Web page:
Make us your home page
Instagram

Today’s top headlines delivered to you daily.

(View our Privacy Policy)

Sue Carlton: Federal charges for Zimmerman? A second bite at a bad apple

"I think all of us thought that race did not play a role."

Juror B37, on the deliberations in the trial of George Zimmerman, who was found not guilty in the death of Trayvon Martin.

And so this latest case about race in America ends, to the dismay but maybe not the surprise of many, with an acquittal of the neighborhood watch volunteer who targeted the kid he thought was up to no good.

George Zimmerman is officially not guilty in the utterly pointless shooting death of 17-year-old Trayvon Martin, who had the bad luck to walk through a gated community in the Florida town of Sanford after buying Skittles at a corner convenience store.

In the aftermath of the verdict, some who see Zimmerman as an overzealous cop-wanna-be who assumed Martin was trouble because he was young, black, male and there, are looking to federal authorities for another chance to convict him.

Of something.

The NAACP, among others, wants the Justice Department to pursue civil rights charges — another bite of the apple, as they say in court. You can understand in the heat of this case why. But it's not how our justice system — however flawed — is supposed to work.

It was important for the world to hear this week from a juror, identified only as B37 because of the high emotion surrounding this, on what logic led them to decide Zimmerman was guilty of neither second-degree murder nor manslaughter. (It was less good to hear an initial report that this same juror planned to write a book, this being America where no exploitation is too outrageous, though she later said she would not.)

Manslaughter — committing an act that ultimately causes a death — seemed to me the more appropriate charge. But the juror told CNN's Anderson Cooper she believed that in the confrontation between the two, the teenager was the one who was on the attack and who threw the first punch.

She said nearly every juror believed it was Zimmerman who could be heard screaming on the 911 call. She had "no doubt George feared for his life" in those last moments. And she believed his motive had to do with vandalism in the neighborhood, not race. "It just went terribly wrong," she said.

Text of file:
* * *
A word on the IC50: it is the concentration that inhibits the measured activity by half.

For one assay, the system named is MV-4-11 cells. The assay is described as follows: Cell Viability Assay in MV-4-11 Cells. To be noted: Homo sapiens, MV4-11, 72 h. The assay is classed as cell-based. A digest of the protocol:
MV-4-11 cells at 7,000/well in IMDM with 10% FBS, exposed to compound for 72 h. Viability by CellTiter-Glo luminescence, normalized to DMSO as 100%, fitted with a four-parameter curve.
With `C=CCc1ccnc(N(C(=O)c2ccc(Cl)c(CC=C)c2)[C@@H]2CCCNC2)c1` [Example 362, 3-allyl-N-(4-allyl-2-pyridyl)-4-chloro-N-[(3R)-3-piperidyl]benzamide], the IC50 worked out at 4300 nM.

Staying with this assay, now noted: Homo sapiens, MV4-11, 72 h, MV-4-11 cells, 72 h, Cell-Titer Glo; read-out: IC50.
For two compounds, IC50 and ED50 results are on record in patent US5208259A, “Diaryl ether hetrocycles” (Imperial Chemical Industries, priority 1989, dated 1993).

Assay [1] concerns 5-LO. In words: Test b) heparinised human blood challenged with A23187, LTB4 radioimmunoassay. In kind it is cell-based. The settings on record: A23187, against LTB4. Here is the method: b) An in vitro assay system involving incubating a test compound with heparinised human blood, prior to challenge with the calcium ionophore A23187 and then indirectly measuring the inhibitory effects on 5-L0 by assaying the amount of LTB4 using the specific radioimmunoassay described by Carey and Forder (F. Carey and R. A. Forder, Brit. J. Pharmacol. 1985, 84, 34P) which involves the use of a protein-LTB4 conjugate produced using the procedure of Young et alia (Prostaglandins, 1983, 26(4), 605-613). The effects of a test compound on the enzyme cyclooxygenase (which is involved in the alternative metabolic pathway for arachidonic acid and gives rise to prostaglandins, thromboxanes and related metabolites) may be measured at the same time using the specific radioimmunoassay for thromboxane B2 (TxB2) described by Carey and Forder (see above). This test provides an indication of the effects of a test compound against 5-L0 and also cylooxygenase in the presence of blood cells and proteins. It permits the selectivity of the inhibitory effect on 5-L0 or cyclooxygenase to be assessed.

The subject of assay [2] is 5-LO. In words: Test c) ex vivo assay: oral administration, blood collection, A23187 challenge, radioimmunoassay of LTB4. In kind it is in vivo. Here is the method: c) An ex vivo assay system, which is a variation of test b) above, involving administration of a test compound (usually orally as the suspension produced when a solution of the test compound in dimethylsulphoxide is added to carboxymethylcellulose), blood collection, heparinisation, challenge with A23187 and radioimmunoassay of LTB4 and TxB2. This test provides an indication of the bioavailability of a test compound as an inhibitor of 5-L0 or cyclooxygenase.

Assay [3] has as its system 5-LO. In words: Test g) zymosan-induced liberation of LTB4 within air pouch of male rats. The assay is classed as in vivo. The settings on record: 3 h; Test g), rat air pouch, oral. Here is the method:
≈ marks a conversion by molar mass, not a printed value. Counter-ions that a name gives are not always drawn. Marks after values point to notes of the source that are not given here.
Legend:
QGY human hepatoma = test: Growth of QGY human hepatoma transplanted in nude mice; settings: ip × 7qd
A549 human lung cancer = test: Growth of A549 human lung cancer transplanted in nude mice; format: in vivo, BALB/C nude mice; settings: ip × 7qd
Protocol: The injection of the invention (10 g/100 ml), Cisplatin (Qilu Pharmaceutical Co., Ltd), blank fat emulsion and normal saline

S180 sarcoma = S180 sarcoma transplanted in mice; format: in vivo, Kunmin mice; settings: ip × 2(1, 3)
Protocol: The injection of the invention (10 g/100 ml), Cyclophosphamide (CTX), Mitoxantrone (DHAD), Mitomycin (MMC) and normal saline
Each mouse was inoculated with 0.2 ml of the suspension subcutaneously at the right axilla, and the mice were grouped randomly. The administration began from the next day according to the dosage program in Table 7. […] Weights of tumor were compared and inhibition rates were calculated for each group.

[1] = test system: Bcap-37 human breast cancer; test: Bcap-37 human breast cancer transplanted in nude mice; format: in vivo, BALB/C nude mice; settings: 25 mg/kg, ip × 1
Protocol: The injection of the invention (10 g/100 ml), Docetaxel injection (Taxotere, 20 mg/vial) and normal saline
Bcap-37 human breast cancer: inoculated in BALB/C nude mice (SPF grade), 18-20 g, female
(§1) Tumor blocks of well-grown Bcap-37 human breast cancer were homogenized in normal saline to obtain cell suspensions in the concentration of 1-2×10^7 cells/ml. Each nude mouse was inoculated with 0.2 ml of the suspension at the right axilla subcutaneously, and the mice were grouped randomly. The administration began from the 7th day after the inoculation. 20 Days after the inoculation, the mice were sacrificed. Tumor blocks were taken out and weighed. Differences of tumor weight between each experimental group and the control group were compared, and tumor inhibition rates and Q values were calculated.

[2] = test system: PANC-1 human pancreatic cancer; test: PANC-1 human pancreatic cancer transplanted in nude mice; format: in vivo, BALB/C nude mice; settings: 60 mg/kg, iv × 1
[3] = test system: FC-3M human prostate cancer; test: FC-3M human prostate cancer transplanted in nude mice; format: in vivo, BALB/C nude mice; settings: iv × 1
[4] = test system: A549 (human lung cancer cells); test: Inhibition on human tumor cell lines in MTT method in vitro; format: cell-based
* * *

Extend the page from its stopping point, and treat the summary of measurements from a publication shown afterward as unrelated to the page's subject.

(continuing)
Even if you disagree vehemently, it's important to know what jurors saw in that courtroom. They were there for every minute of it. They saw each piece of evidence and heard every nuance of what witnesses and lawyers and the judge said.

That evidence is unlikely to change, much less get better, for federal prosecutors.

Does anyone think there is a single stone unturned, a witness we haven't heard, a piece of evidence unseen, in a case America cares this much about?

Remember, the federal government did not opt to pursue a civil rights charge against Zimmerman when this happened, even as the president himself was saying if he had a son, he would look like Trayvon. They left it to the state courts, and we have the verdict.

A federal jury would have to find this was motivated by race. A state juror says the way they saw it, it wasn't. So say we all.

That's how it works. That's our system of justice, even when the results seem like something far from it.

Sue Carlton: Federal charges for Zimmerman? A second bite at a bad apple 07/16/13 [Last modified: Tuesday, July 16, 2013 9:24pm]
Photo reprints | Article reprints

© 2017 Tampa Bay Times

    

Join the discussion: Click to view comments, add yours

Loading...
  1. Tampa Bay Super Bowls: A brief history and some predictions for 2021

    Bucs

    At last, Tampa will host a Super Bowl again. It used to be that the Cigar City would host one a decade, but by the time February 2021 rolls around, it will have been 12 years since the epic showdown between the Steelers and Cardinals in 2009. Because it has been awhile, let's revisit those past Super Bowls while also …

    New England Patriots quarterback Tom Brady, left, holds the AFC Championship trophy? as he celebrates with head coach Bill Belichick after the AFC championship NFL football game, Sunday, Jan. 22, 2017, in Foxborough, Mass. The Patriots defeated the the Pittsburgh Steelers 36-17 to advance to the Super Bowl.? (AP Photo/Matt Slocum) FBO247
  2. Sputtering Rays keep falling one run short

    The Heater

    ST. PETERSBURG — Even going into play against the Angels on Tuesday just a game under .500 at 23-24, the Rays have some issues they have to resolve.

    Rays starter Alex Cobb waits for Mike Trout to finish his trot after homering to give the Angels a 2-0 lead.
  3. Analysis: Manchester attack was exactly what many had long feared

    World

    LONDON — For Britain's security agencies, London always seemed like the likely target. For years, the capital of 8 million with hundreds of thousands of weekly tourists and dozens of transit hubs had prepared for and feared a major terror attack.

  4. Dade City man dies after crashing into county bus, troopers say

    Public Safety

    ZEPHYRHILLS — A 38-year-old man died Tuesday after colliding into the rear of a county bus on U.S. 301, the Florida Highway Patrol said.

  5. Suspicious device at Pinellas Park home was a spent artillery round, police say

    Public Safety

    PINELLAS PARK — Bomb squad investigators determined that a "suspicious device" found at a Pinellas Park home Tuesday afternoon was a spent artillery round, police said.